I had my first medical school science exam this morning, and I can say the following with utmost sincerity: I had a phenomenal weekend.
For 60 hours, I locked myself in my apartment and delved into the vast oceans of cell biology, pharmacology, muscle physiology, metabolism, and molecular genetics. When I was not in the nebulous depths of slumber, I lay on my bed with more than 200 pages of notes from the past six weeks, and proceeded to memorize everything. I read my notes aloud, rewrote them on sheets of scrap paper rescued from Hersheypark, studied from self-made electronic flashcards, and even sang some biochemical pathways to commit them to memory. (For example, the CAT (carnitine acyltransferase) shuttle in the mitochondria somehow transformed into “Everybody Wants to Be a Cat” from Disney’s The Aristocats… or more accurately, “Everybody Needs to Have a CAT.”)
On both Saturday and Sunday, by the time I finally put the binders to rest and settled down for dinner at midnight, I was quite literally burning from a stress-induced fever. Even as I write this almost nine hours after the end of my exam, I still feel a little delirious.
And yet, I savored every moment of my weekend.
I don’t think I’ve memorized any significant quantity of material for the past two years; my senior year of college was primarily spent in the research lab, and my gap year schedule was partitioned between the lab, the clinic, and an assortment of airports. I’ve now come to realize that I actually missed this adrenaline rush – the uncomfortable wave of warmth pulsing through my ears, the distinct sensation of intertwining diagrams seeping into my skull, even the lingering sweet taste at the back of my throat from stress-induced fasting hyperglycemia. (As I write this, I feel an inexplicable urge to map out the effects of norepinephrine and epinephrine on adrenergic receptors in the sympathetic, fight-or-flight branch of the autonomic nervous system.)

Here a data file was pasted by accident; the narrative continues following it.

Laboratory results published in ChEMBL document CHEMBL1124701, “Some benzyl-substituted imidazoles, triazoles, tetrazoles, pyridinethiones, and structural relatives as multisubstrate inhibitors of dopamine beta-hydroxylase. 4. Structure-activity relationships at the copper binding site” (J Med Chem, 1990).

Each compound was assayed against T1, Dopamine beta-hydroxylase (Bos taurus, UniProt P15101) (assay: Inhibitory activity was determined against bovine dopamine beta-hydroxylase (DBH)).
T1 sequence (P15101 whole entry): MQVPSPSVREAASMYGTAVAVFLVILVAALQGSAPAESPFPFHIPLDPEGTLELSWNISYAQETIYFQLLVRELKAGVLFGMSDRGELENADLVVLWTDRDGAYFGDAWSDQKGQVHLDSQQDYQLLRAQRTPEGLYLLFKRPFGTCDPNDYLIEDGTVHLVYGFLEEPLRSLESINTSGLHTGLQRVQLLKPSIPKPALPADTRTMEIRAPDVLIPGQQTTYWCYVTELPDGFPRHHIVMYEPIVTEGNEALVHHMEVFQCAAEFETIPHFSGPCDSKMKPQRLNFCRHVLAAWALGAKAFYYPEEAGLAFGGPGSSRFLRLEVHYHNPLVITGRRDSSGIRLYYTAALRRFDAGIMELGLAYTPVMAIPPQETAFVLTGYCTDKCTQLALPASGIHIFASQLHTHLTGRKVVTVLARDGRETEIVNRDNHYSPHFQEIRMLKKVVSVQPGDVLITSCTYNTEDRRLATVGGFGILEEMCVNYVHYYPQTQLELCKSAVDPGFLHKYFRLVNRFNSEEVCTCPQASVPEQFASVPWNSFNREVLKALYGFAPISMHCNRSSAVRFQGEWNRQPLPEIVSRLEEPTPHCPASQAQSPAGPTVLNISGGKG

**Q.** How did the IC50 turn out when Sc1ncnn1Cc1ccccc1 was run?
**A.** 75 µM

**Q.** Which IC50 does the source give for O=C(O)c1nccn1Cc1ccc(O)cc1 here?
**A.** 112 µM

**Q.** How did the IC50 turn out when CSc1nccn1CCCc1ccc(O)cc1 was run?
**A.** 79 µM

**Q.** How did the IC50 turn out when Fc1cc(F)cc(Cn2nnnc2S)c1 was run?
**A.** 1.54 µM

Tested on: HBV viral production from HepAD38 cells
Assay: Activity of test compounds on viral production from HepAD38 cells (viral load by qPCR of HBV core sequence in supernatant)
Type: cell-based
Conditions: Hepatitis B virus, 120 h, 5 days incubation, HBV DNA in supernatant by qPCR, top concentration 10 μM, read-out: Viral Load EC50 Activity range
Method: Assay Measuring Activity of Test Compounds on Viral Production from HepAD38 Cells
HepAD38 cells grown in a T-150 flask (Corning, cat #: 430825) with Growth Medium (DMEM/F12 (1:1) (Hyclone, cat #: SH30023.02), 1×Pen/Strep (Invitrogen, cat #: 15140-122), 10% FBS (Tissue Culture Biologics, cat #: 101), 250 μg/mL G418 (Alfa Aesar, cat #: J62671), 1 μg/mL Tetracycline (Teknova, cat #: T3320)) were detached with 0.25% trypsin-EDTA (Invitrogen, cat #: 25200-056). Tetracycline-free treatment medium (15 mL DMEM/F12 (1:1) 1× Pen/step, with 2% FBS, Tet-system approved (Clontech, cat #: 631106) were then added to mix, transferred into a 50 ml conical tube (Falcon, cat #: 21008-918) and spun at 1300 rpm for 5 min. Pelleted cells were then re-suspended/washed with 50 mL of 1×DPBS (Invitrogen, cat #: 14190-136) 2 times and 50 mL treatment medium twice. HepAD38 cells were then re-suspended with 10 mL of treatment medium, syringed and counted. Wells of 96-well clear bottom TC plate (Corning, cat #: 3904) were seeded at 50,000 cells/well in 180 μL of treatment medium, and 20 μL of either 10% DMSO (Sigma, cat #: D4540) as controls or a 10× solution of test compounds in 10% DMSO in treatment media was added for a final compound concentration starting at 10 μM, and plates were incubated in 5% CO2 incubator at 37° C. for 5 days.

If nothing else, I’ve confirmed one thing: if I’m excited about nonstop studying, I must truly be in the right profession.
UPDATE: I previously forgot to mention that my laptop computer, which I needed to take the secure electronic exam, decided to shut down and go through a Windows Update at exactly the wrong time. Nonetheless, as you may guess, I managed to stay calm and finished my exam two minutes ahead of schedule (on a laptop loaned to me by the proctor.) Phew – all’s well, that ends well!